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The Journal Gazette

Monday, April 22, 2013 12:50 pm

Sinn Fein chief testifies vs. brother in rape case


The leader of the Irish nationalist party Sinn Fein testified Monday in a Belfast court against his own brother, who faces criminal charges of raping his daughter - an alleged crime that Adams himself admitted he'd kept secret within the family.

Gerry Adams, a reputed longtime commander of the outlawed Irish Republican Army and party leader for 30 years, insisted under cross-examination that he didn't delay telling police to preserve his own political career atop Irish republicanism.

He also denied threatening to hit his younger brother Liam with a hammer during the first key family meeting on the matter. That confrontation in 1987 involved Aine Adams, the daughter of Liam Adams, who accused her father of molesting her from 1977 to 1983 when she was just 4 to 9 years old. Aine's mother, also present at the meeting, testified last week that Gerry Adams did make the threat.

The long-delayed criminal case has raised awkward questions for Adams' Irish nationalist party, which is the major Catholic-backed part of Northern Ireland's unity government. Adams testified that he had known for many years about the rape allegations but didn't tell police what he knew until 2009, shortly before Aine Adams went public with her accusations on Northern Ireland television. She accused Sinn Fein of wanting her to stay silent for the party's image.

For decades, Sinn Fein encouraged the Irish Catholic minority in Northern Ireland to boycott contact with the police and to support the IRA, which killed nearly 300 police officers during a failed 1970-1997 campaign to force Northern Ireland out of the United Kingdom. But since entering a power-sharing government alongside British Protestants in 2007, Sinn Fein has encouraged its side of the community to accept law and order as part of a reform process involving increased Catholic recruitment into the police force.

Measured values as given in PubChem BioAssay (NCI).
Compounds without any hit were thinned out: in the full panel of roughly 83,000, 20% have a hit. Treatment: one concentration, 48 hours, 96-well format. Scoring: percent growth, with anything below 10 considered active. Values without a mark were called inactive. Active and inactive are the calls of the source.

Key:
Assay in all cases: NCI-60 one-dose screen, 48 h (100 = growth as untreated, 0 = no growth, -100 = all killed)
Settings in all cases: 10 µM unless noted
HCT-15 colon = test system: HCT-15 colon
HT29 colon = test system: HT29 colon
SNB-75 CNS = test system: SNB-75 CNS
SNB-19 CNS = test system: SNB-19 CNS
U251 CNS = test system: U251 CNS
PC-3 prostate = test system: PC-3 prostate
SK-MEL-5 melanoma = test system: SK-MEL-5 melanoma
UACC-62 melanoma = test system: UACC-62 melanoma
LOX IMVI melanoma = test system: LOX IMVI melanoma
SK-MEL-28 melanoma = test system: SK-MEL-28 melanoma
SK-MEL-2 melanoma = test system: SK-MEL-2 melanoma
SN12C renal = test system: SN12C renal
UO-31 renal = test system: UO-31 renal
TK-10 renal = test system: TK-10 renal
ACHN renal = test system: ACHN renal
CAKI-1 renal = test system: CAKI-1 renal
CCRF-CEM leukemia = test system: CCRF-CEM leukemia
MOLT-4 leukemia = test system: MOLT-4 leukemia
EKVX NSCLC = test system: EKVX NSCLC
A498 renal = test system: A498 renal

Adams, 64, said his brother confessed he had molested his daughter when the two walked on a beach in the rain in the Republic of Ireland in 2000. "He said it only happened the once," Adams told Belfast Crown Court.

His brother's attorney Eilis McDermott repeatedly accused Gerry Adams of lying under oath about his motives. The lawyer said Adams made his 2009 statement to police "to save your political skin," with Sinn Fein about to be accused of hiding rapists within its movement.

Adams countered that had he wanted to protect himself politically, he wouldn't have gotten involved at all.

"I tried to fulfill my responsibility as an uncle to a young woman I am very fond of," Adams said. "This is above politics, and saving my political skin had no consideration in any of these matters."

Liam Adams, 57, denies 10 counts of rape, indecent assault and gross indecency against his daughter. He fled to the Republic of Ireland in 2009 but was extradited back to the British territory of Northern Ireland in 2011. He previously was a youth worker in Catholic west Belfast, his brother's power base.

Gerry Adams was elected to British Parliament in 1983-1992 and 1997-2011, though he refused to take part in London debates. Since then he has represented the border county of Louth in the Irish parliament, Dail Eireann, in Dublin. He did not play a role in the Northern Ireland government, where Martin McGuinness holds the No. 2 position for Sinn Fein.

All credible histories of the Sinn Fein-IRA movement identify Adams as an IRA member since 1966 and a commander for decades. Adams insists he never was a member.